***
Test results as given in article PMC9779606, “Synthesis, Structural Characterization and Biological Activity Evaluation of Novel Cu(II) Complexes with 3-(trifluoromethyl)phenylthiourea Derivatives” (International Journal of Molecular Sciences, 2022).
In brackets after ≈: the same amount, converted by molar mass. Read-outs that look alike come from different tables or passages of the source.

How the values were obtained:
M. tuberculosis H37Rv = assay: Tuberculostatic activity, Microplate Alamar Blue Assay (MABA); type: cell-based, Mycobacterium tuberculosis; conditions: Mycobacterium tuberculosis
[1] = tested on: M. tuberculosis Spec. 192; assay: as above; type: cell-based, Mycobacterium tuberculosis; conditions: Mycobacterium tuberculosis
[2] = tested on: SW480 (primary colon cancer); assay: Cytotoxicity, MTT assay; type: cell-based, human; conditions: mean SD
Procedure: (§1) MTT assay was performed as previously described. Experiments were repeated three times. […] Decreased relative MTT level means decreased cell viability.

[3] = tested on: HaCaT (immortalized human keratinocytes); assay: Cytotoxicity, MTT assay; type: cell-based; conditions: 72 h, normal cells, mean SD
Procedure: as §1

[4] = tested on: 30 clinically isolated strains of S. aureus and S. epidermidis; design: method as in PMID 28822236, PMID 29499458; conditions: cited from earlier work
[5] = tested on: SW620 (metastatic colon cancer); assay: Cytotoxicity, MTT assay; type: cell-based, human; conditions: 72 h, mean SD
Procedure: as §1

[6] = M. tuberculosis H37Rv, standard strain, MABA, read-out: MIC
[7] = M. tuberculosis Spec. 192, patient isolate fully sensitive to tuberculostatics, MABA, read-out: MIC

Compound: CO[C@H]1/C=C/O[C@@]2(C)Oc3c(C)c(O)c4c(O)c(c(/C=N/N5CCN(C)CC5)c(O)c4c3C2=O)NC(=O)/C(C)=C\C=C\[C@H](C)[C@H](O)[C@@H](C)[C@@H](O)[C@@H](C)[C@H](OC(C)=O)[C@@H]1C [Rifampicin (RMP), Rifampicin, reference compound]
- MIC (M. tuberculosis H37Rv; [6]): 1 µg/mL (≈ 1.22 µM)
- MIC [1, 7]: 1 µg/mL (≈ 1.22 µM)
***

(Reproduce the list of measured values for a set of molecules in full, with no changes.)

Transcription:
Test results as given in article PMC9779606, “Synthesis, Structural Characterization and Biological Activity Evaluation of Novel Cu(II) Complexes with 3-(trifluoromethyl)phenylthiourea Derivatives” (International Journal of Molecular Sciences, 2022).
In brackets after ≈: the same amount, converted by molar mass. Read-outs that look alike come from different tables or passages of the source.

How the values were obtained:
M. tuberculosis H37Rv = assay: Tuberculostatic activity, Microplate Alamar Blue Assay (MABA); type: cell-based, Mycobacterium tuberculosis; conditions: Mycobacterium tuberculosis
[1] = tested on: M. tuberculosis Spec. 192; assay: as above; type: cell-based, Mycobacterium tuberculosis; conditions: Mycobacterium tuberculosis
[2] = tested on: SW480 (primary colon cancer); assay: Cytotoxicity, MTT assay; type: cell-based, human; conditions: mean SD
Procedure: (§1) MTT assay was performed as previously described. Experiments were repeated three times. […] Decreased relative MTT level means decreased cell viability.

[3] = tested on: HaCaT (immortalized human keratinocytes); assay: Cytotoxicity, MTT assay; type: cell-based; conditions: 72 h, normal cells, mean SD
Procedure: as §1

[4] = tested on: 30 clinically isolated strains of S. aureus and S. epidermidis; design: method as in PMID 28822236, PMID 29499458; conditions: cited from earlier work
[5] = tested on: SW620 (metastatic colon cancer); assay: Cytotoxicity, MTT assay; type: cell-based, human; conditions: 72 h, mean SD
Procedure: as §1

[6] = M. tuberculosis H37Rv, standard strain, MABA, read-out: MIC
[7] = M. tuberculosis Spec. 192, patient isolate fully sensitive to tuberculostatics, MABA, read-out: MIC

Compound: CO[C@H]1/C=C/O[C@@]2(C)Oc3c(C)c(O)c4c(O)c(c(/C=N/N5CCN(C)CC5)c(O)c4c3C2=O)NC(=O)/C(C)=C\C=C\[C@H](C)[C@H](O)[C@@H](C)[C@@H](O)[C@@H](C)[C@H](OC(C)=O)[C@@H]1C [Rifampicin (RMP), Rifampicin, reference compound]
- MIC (M. tuberculosis H37Rv; [6]): 1 µg/mL (≈ 1.22 µM)
- MIC [1, 7]: 1 µg/mL (≈ 1.22 µM)